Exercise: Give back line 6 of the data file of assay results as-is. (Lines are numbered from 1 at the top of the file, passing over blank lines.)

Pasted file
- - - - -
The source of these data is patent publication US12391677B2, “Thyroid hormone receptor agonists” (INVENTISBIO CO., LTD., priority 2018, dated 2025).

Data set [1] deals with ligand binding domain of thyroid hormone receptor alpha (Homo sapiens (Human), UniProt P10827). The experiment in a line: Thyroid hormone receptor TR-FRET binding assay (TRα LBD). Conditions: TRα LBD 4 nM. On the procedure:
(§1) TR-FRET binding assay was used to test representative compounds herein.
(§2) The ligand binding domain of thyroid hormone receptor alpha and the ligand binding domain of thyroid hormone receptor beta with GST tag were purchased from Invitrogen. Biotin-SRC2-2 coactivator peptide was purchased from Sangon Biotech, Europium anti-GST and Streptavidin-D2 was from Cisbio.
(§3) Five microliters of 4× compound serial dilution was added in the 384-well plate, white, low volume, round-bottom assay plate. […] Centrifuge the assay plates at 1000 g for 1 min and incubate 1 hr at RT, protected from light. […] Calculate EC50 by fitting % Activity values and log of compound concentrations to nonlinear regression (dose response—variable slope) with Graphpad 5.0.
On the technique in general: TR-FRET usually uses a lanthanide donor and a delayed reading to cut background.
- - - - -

On the technique in general: TR-FRET usually uses a lanthanide donor and a delayed reading to cut background.